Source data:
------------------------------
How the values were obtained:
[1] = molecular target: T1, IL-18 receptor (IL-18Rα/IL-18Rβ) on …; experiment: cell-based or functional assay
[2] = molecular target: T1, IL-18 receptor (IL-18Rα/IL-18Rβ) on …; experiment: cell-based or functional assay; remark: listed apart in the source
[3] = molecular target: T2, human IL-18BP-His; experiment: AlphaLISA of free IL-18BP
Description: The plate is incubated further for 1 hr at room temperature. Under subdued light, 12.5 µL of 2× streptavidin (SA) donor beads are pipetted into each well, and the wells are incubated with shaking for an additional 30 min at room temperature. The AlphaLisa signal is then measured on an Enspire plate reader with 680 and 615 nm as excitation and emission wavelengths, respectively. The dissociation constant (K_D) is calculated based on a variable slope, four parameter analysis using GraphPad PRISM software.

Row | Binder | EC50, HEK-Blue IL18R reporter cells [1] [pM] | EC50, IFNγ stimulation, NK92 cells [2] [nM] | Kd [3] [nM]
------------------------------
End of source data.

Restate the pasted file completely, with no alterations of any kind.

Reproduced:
How the values were obtained:
[1] = molecular target: T1, IL-18 receptor (IL-18Rα/IL-18Rβ) on …; experiment: cell-based or functional assay
[2] = molecular target: T1, IL-18 receptor (IL-18Rα/IL-18Rβ) on …; experiment: cell-based or functional assay; remark: listed apart in the source
[3] = molecular target: T2, human IL-18BP-His; experiment: AlphaLISA of free IL-18BP
Description: The plate is incubated further for 1 hr at room temperature. Under subdued light, 12.5 µL of 2× streptavidin (SA) donor beads are pipetted into each well, and the wells are incubated with shaking for an additional 30 min at room temperature. The AlphaLisa signal is then measured on an Enspire plate reader with 680 and 615 nm as excitation and emission wavelengths, respectively. The dissociation constant (K_D) is calculated based on a variable slope, four parameter analysis using GraphPad PRISM software.

Row | Binder | EC50, HEK-Blue IL18R reporter cells [1] [pM] | EC50, IFNγ stimulation, NK92 cells [2] [nM] | Kd [3] [nM]